3 projects based on 50,000 broadcasts of NPR News

Over the last years, I’ve worked with very different kinds of data. But no matter how different in origin or shape, the desire of the data was always the same: it wanted to be seen. It would refuse to offer meaning and refuse to be shared until it was a thing on the page, a swoosh or a spike, perhaps a pulsing color. Data that wasn’t visual made no sense whenever it was called to duty, while data that was beautiful didn’t even have to make sense before it was already greeted with smiles & nods.

But a few months ago, I came across data that didn’t ask to be visual. It wanted to remain unseen, because it always had been that way. Perhaps you can imagine my mix of self-doubt and skepticism (mostly self-doubt), thinking about months of work that no one would ever “look at” (even if they wanted to). But this skepticism gave way to a deep fascination as I spent time with this material and gathered more & more of it. The name of this strange, unwieldy matter? Radio news. More than 6 years of it. …


When 6 years of radio news are cut into a million pieces

dont-play-with-your-news.com

Don’t Play With Your News appears in a series of 3 projects, for which I collected & processed over 50,000 NPR news broadcasts. Read more about the series & its projects here: Breaking the News.

Radio news is a monologue of authority. For those who experience it daily, the ritual of radio news has an oracular quality: an ethereal voice with an invisible speaker delivers statements about a world we cannot see from where we stand. An asymmetry of knowledge lowers our guard for seeking truth and prompts us to accept new conclusions. …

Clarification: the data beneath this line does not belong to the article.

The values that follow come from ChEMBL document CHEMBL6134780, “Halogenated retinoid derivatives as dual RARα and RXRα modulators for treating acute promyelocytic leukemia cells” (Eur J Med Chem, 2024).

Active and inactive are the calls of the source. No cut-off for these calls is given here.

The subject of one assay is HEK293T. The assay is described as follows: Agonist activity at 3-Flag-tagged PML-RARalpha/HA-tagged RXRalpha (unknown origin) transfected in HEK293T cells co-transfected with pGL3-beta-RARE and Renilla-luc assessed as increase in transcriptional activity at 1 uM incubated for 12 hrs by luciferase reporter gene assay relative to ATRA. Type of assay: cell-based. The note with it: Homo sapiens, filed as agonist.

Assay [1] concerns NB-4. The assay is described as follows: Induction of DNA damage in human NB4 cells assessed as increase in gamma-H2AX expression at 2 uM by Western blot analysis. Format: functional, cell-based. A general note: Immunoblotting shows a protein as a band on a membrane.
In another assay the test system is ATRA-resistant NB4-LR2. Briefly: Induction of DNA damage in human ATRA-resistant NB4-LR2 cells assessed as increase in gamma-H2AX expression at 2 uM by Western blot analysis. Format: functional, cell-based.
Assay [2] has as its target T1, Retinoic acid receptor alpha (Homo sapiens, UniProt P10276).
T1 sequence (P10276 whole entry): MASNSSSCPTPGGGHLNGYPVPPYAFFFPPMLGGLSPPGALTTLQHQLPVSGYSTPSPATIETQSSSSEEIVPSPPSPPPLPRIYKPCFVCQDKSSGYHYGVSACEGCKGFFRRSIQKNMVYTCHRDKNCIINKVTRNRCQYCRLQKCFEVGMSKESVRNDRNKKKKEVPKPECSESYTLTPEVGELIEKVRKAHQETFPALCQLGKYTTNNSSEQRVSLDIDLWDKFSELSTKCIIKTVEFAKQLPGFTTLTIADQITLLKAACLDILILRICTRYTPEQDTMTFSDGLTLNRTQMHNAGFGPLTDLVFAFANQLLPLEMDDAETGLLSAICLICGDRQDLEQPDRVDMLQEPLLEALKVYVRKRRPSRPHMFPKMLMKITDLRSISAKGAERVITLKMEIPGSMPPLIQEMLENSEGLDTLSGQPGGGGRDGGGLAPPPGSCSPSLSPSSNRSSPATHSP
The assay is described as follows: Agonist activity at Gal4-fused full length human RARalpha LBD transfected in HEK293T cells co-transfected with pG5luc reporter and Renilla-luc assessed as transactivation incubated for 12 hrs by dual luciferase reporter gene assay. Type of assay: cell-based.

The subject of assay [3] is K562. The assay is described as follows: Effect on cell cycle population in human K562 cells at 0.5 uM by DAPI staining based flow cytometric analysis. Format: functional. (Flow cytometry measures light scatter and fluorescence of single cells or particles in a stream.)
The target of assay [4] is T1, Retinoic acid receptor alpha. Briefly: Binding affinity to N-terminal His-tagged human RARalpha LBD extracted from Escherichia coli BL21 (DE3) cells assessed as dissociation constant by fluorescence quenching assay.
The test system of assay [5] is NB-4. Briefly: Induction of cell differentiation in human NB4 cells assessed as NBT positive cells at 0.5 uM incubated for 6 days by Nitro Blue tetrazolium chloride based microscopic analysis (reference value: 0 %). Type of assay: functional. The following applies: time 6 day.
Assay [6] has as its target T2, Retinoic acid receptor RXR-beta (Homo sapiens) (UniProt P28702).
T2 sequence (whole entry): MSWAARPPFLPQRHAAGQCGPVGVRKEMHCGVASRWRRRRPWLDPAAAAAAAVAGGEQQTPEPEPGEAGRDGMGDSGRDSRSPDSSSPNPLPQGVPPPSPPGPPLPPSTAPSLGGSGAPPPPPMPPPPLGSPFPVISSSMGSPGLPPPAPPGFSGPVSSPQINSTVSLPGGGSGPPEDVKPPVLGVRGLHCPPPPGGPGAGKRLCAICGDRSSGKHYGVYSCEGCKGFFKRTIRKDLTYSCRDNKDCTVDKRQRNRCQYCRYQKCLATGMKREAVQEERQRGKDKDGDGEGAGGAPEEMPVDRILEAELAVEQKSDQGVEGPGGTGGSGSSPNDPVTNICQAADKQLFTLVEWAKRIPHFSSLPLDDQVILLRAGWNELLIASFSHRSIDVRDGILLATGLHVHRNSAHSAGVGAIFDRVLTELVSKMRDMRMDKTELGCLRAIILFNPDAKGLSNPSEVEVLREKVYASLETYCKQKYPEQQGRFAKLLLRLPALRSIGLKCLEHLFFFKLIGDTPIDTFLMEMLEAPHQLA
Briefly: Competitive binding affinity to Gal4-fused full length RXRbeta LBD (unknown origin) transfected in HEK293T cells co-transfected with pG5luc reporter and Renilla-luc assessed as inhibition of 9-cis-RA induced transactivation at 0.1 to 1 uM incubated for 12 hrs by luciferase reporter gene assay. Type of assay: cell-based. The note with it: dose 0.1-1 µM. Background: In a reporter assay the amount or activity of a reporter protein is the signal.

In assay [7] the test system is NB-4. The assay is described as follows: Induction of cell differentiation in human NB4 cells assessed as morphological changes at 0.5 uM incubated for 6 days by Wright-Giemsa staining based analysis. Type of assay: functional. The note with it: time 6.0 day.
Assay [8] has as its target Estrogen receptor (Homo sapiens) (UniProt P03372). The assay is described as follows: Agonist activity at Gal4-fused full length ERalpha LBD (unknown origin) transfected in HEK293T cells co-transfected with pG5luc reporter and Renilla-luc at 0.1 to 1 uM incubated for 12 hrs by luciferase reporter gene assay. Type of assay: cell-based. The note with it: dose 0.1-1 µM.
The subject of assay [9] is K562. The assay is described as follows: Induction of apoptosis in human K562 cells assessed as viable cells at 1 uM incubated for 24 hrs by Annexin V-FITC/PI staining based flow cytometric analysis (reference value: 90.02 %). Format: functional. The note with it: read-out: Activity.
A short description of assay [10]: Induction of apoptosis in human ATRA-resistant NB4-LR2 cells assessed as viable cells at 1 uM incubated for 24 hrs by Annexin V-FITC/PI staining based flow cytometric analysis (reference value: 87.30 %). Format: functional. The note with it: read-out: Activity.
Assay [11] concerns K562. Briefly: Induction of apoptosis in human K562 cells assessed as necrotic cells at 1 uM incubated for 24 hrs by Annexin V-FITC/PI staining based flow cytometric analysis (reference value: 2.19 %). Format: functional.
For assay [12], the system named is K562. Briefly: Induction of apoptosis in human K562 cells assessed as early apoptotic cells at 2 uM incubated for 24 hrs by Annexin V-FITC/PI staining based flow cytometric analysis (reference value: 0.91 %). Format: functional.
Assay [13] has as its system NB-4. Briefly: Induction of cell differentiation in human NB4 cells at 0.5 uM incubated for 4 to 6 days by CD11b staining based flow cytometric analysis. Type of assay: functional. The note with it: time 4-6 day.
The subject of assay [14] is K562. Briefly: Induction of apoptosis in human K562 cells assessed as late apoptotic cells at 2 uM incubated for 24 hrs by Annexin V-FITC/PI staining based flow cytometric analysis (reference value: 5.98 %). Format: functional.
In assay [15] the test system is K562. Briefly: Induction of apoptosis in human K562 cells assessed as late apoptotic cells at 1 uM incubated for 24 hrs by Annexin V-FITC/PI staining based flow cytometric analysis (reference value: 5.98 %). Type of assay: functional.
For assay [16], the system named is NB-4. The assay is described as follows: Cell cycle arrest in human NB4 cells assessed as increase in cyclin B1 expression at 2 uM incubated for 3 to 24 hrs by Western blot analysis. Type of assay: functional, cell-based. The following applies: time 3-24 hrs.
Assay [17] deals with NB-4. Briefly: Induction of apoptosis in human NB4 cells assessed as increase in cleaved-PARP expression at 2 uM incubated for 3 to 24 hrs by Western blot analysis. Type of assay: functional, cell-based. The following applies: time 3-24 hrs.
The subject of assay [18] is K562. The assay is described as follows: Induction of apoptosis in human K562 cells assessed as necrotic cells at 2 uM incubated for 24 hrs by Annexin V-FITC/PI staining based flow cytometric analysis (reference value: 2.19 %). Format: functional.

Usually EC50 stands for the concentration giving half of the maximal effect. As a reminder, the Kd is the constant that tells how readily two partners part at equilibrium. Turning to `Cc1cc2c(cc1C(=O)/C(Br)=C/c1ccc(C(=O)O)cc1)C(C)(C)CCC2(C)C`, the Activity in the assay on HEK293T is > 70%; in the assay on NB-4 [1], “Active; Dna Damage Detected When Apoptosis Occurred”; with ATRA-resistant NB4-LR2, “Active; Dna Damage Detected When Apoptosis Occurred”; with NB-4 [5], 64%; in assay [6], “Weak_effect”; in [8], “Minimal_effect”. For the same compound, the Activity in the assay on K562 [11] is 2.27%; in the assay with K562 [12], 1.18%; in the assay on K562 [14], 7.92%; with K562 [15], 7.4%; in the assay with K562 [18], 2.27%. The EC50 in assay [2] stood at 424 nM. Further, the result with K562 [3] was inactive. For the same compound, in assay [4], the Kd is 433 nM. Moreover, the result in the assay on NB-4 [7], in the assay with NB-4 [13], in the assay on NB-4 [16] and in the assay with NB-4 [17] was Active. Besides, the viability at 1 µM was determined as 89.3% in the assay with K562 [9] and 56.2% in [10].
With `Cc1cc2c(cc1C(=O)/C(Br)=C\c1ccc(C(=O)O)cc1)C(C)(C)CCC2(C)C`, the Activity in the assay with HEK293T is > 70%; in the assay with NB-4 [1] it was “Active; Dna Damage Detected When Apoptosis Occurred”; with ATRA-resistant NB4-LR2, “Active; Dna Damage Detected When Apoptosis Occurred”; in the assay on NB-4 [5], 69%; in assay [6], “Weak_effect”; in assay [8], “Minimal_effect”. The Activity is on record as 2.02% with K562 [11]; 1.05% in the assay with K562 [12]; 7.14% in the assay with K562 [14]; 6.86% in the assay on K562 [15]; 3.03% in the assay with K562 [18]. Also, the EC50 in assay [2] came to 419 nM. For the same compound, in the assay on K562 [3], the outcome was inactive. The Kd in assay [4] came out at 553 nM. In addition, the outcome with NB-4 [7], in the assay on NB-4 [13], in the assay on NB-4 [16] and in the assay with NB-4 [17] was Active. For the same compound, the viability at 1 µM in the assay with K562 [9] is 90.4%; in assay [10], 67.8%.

What counts gets counted: 6 years of numbers in radio news

truth-and-quantity.com

Truth & Quantity appears in a series of 3 projects, for which I collected & processed over 50,000 NPR news broadcasts. Read more about the series & its projects here: Breaking the News.

Numbers are believed to be humanity’s original motivation for creating written language. Sumerians developed the first known scripts in order to store records of trade, accounting & agricultural production, while written language for poetry, literature and knowledge only appeared much later. Today, these numeric origins still cast their shadow in the way we construct & experience the daily record of our world.

Numbers create categories and abstractions as we count things that are deemed to be the same and should be counted together. 7 oranges are reduced to the same kind of cardinal object, one next to the other; 100,000 refugees lose their individuality; 7 victims are separated from “7 others.” The precision of numbers charms us with a scientific voice of irrefutability: the more quantified a narrative, the more believable it becomes in our understanding, regardless of its accuracy or relevance. A world constructed and upheld by numbers refuses to investigate the intangible as well as the infinite, leaving many of our most existential questions unanswered. …


Silence, pause & human breath in 6 years of radio news

silent-sky.com

Silent Sky appears in a series of 3 projects, for which I collected & processed over 50,000 NPR news broadcasts. Read more about the series & its projects here: Breaking the News.

A radio news program that was broadcast 6 years ago has since traveled 6 light years into the universe. This is enough time to reach the nearest solar system, which is trillions of miles away.

About five percent of radio news is silent, the short breaths and pauses we faintly hear. …

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